The government of the Northern Wei did everything to enlarge the amount of cultivable land, and therefore did not allow peasants, once they had been given land, to move to another place. State officials of all ranks were likewise allotted land, so-called "public land" (gongtian 公田), which served as part of their salary.

In 486 the tax for the newly distributed land was fixed. Each couple had to deliver annually 2 shi 石 "bushels" (see measures and weights) of millet, and one bolt of silk (bo 帛). The same amount was to be delivered by four unmarried persons over 15 sui of age, for eight serfs, or by owners of a herd of twenty buffaloes, which means in turn that one lone woman or man delivered only half the amount of tax of what a married person paid.

The system was adopted by the later dynasties, yet the regulations were not exactly the same under the Sui 隋 (581-618) and Tang. Males, for examples, were only given land above 21 sui of age under the Sui, and 18 sui under the Tang, and for women, serfs and buffaloes no land was given at all. Under the Northern Zhou, a couple was given 140 mu of land, a single person 100. The 'age of retirement' was raised to 64 sui, and the difference between arable and mulberry land was blurred. The Tang discerned between "allotted land" (koufen tian 口分田), of which 80 mu were given that fell back to the state after the dissolution of the household, and "inheritable land" (yongye tian 永業田), of which each male persons was accountable for 20 mu. Elderly and ill persons were only given 40 mu of farming land, widows and secondary wives 30.

In case that a household head was younger than 18 or order than 64 sui, he was only given 30 mu of arable and 20 mu of inheritable mulberry land. State officials could be given three types of land, namely "office land" (zhifen tian 職分田), inheritable land, and "public land" (gongjie tian 公廨田). The amount of land given to officials corresponded with the official rank (pinji 品級), and the concrete size changed over time. Land was also given to Buddhist and Daoist monks and nuns (30 mu for male, and 20 for female persons), as well as to some non-farming households (half of the farming population). A great problem was the allotment of fields in areas with a small size of arable land (xiaxiang 狹鄉). People were often just given half of the normal size of land, and had to buy additional land at own cost.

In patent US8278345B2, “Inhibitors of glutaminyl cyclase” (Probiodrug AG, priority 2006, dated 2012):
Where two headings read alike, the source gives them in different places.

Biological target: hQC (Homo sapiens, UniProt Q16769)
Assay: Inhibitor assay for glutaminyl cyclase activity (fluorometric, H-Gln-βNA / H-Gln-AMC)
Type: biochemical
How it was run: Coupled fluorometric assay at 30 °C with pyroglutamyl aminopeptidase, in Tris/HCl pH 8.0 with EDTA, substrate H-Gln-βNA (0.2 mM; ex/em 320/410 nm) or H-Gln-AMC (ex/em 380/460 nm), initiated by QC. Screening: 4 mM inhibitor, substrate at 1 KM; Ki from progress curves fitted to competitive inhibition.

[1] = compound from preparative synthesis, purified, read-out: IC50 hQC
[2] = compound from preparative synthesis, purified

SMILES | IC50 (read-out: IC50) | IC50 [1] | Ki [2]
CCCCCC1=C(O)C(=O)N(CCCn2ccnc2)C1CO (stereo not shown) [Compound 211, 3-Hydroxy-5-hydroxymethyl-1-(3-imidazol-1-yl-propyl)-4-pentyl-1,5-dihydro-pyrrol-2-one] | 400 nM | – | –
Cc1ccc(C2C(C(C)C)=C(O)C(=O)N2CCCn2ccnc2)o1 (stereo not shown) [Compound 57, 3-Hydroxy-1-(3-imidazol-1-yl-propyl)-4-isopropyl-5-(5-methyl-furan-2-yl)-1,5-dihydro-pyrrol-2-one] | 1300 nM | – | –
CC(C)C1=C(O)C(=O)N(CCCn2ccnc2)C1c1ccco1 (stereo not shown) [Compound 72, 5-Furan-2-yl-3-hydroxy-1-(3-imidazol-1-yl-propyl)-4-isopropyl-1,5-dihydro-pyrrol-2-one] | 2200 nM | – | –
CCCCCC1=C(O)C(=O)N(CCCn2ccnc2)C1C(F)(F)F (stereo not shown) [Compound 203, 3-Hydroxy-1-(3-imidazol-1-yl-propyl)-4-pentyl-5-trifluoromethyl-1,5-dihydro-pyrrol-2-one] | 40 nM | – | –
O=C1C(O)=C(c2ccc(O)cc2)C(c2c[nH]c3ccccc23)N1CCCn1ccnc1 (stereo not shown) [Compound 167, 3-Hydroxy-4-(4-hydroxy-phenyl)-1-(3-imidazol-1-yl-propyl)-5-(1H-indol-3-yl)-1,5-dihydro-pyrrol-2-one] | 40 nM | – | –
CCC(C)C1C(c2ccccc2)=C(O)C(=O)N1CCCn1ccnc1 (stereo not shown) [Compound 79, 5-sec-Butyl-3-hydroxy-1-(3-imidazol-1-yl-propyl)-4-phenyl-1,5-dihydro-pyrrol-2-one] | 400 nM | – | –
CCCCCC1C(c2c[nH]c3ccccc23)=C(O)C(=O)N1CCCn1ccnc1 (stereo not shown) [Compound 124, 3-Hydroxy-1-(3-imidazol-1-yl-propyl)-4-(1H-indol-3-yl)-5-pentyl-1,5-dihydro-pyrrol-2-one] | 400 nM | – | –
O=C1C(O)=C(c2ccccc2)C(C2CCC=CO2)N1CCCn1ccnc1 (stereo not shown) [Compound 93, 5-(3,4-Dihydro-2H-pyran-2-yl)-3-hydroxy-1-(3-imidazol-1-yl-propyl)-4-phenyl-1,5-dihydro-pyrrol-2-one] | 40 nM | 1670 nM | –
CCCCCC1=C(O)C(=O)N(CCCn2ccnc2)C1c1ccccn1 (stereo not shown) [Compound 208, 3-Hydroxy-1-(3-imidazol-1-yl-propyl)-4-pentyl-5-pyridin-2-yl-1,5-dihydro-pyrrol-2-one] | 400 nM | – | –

The reasons for the eventual failure of the system were a population increase during the first half of the Tang period, ways of the gentry or Buddhist monasteries to bypass the land allotment and to accumulate more and more land, a relaxation of the prohibition of the sale of allotted land, and the poverty of many peasants haunted by famine and natural disasters. More and more public land was thus converted to private land (sitian 私田), often in the form of large estates (zhuangyuan 莊園, zhuangtian 莊田, zhuangye 莊墅), and an increasing number of free farmers became land tenants (diannong 佃農). The Tang finally gave up the equal field system and in 780 introduced a different method with the twice-taxation system (liangshuifa 兩稅法), in which the size of the land played only a secondary role. Scholars still dispute whether the equal-field system was only applied to northern China during the Tang period, or to the whole empire. The economic effect of the equal-field system is quite clear: The government had a tighter control over the ownership of land, and accordingly over the tax revenues. At the same time, more land was made arable than without such a control, and this increased the total agricultural output of the country.